the tests in AdventureGameTests now pass.
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Activity 2: Lockable Doors (30 minutes)
The aim of this activity is to extend the adventure game with a new LockedDoor class which extends
the Door class. Each LockedDoor should have a secret “code” so that keys with the corresponding
code can can be used to unlock it. LockedDoors are described as follows in the GameFile format:
Room { description: “Dining Room” }
Room { description: “Hall” }
LockedDoor { from: 0, to: 1, code: 123 }
This describes a locked door connected the “Dining Room” with the “Hall”. The player should be
able to Unlock and Lock the door, but only if he/she is carrying a key with the secret code “123”.
What to do. You should create a new class called LockedDoor which extends Door. You should also
make a small modification to the AdventureGame class in order to create instances of your LockedDoor
class from the GameFile.Items which describe them. Having done this, you should find that most of
the tests in AdventureGameTests now pass.
Activity 3: Secret Buttons (30 minutes)
The aim of this activity is to extend the adventure game with a new SecretButton class which
implements Item. Each SecretButton should have a secret “code” so that, when it is pushed, any
doors in the same room that have the same code are unlocked. SecretButtons are described as follows
in the GameFile format:
Room { description: “Dining Room” }
Room { description: “Hall” }
LockedDoor { from: 0, to: 1, code: 123 }
SecretButton { location: 0, code: 123 }
This describes a locked door which connects the “Dining Room” with the “Hall”. The player
should be able to Unlock the door by Pressing the SecretButton.
What to do. You should create a new class called SecretButton class which implements Item.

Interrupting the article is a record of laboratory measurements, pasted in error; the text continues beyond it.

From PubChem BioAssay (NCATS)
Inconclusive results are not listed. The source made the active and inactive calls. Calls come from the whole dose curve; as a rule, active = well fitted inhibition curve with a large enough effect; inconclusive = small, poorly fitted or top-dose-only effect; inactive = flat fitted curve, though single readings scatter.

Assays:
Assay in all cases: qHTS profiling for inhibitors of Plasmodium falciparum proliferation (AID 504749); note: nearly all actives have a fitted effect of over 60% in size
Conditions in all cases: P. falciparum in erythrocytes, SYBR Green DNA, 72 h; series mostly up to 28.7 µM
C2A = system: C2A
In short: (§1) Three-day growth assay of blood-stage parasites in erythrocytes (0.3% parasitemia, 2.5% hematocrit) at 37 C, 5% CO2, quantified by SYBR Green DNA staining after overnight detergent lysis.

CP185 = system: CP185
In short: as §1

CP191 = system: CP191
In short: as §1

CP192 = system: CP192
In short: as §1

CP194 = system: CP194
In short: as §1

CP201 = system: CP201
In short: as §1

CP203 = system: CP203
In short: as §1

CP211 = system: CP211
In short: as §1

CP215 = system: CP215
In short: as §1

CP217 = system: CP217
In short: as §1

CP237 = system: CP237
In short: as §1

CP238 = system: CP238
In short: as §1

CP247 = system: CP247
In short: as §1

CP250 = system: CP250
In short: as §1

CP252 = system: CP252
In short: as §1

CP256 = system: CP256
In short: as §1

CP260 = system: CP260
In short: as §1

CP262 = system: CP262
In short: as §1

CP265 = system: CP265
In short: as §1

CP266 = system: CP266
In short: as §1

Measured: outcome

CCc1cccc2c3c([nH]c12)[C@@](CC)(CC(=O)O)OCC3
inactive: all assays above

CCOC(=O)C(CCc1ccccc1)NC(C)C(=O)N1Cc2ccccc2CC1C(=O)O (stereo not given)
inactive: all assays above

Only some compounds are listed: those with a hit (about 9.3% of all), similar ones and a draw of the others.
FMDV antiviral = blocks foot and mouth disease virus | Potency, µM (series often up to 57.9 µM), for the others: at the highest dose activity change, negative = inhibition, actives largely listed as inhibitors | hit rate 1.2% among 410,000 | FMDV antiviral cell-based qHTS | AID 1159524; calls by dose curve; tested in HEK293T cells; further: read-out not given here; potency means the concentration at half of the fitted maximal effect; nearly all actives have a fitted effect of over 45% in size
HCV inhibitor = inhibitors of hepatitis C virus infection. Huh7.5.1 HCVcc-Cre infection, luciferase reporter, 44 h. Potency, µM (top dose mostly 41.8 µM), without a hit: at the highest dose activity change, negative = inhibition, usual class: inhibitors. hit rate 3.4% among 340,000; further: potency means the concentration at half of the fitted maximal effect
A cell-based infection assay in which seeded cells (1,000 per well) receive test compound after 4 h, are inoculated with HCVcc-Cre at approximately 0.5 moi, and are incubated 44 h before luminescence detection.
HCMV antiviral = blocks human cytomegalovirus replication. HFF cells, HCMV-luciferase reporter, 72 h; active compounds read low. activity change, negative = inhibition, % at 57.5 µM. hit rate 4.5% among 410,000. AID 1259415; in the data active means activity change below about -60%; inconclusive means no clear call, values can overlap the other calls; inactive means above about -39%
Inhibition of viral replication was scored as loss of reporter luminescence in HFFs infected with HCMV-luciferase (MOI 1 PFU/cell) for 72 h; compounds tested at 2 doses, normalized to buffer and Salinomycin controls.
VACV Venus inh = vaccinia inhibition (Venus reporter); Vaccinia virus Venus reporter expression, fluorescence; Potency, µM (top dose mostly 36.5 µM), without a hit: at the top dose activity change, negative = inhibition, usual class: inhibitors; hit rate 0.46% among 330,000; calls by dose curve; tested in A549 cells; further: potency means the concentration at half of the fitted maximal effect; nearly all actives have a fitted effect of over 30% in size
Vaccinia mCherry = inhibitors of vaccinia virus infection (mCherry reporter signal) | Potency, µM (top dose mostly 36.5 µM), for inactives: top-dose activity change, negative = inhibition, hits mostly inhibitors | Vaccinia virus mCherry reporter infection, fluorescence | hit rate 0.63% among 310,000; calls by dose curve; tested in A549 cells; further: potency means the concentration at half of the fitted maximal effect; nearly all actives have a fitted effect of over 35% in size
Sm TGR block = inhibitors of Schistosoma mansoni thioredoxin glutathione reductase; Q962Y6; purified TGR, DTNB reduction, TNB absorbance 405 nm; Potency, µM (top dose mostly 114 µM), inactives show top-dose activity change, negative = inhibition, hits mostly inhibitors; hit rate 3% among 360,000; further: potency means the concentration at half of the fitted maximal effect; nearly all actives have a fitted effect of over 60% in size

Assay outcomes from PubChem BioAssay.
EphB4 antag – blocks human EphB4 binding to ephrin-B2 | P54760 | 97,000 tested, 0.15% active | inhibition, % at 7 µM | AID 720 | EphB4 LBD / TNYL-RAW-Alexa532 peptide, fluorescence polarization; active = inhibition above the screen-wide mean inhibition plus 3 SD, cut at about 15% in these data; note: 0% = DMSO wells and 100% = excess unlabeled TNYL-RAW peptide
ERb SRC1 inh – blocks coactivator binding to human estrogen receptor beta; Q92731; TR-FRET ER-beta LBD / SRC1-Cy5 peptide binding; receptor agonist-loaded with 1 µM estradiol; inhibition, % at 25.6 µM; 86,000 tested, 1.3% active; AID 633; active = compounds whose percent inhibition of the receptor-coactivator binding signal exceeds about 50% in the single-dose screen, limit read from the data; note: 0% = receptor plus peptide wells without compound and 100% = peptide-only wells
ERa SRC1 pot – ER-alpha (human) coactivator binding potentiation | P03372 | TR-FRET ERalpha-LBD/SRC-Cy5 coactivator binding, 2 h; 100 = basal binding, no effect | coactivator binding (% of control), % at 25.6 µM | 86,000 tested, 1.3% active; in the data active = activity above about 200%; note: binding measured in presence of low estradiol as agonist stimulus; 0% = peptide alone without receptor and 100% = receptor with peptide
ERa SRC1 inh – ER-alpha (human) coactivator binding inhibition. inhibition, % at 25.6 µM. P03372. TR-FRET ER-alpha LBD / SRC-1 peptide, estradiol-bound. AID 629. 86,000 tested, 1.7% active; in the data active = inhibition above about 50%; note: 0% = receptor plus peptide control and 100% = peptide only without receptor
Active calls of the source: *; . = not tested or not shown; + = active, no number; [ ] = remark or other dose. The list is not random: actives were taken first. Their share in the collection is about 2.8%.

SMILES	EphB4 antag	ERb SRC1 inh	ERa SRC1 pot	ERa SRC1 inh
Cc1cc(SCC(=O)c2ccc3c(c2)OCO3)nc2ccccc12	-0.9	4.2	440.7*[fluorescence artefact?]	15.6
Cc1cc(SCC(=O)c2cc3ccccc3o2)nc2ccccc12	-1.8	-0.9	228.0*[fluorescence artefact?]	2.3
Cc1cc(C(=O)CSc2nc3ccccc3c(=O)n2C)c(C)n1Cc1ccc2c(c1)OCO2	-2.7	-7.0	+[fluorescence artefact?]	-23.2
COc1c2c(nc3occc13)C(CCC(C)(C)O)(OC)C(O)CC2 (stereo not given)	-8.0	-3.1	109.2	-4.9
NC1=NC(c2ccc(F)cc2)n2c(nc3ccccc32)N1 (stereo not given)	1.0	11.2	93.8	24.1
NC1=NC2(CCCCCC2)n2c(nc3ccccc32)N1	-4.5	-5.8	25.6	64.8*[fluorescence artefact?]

You should also make a small modification to the AdventureGame class in order to create instances
of your SecretButton class from the GameFile.Items which describe them. Having done this, you
should find that all of the tests in AdventureGameTests now pass.
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Submission
Your lab solution should be submitted electronically via the online submission system, linked from
the course homepage. The required files are:
swen221/adventure/AdventureGame.java
swen221/adventure/model/Coin.java
swen221/adventure/model/Door.java
swen221/adventure/model/Item.java
swen221/adventure/model/Player.java
swen221/adventure/model/Room.java
swen221/adventure/model/Key.java
swen221/adventure/model/Obelisk.java
swen221/adventure/model/PickupableItem.java
swen221/adventure/util/GameFile.java
swen221/adventure/view/GraphicalUserInterface.java
You must ensure your submission meets the following requirements (which are needed for the
automatic marking script):
1. Your submission is packaged into a jar file, including the source code. Note, the jar
file does not need to be executable. See the following Eclipse tutorials for more on this:
http://ecs.victoria.ac.nz/Support/TechNoteEclipseTutorials
2. The names of all classes, methods and packages remain unchanged. That is, you
may add new classes and/or new methods and you may modify the body of existing methods.
However, you may not change the name of any existing class, method or package. This is to
ensure the automatic marking script can test your code.
3. All JUnit test files supplied for the assignment remain unchanged. Specifically, you
cannot alter the way in which your code is tested as the marking script relies on this. This does
not prohibit you from adding new tests, as you can still create additional JUnit test files. This
is to ensure the automatic marking script can test your code.
4. You have removed any debugging code that produces output, or otherwise affects
the computation. This ensures the output seen by the automatic marking script does not
include spurious information.
Note: Failure to meet these requirements could result in your submission being reject by the submission system and/or zero marks being awarded.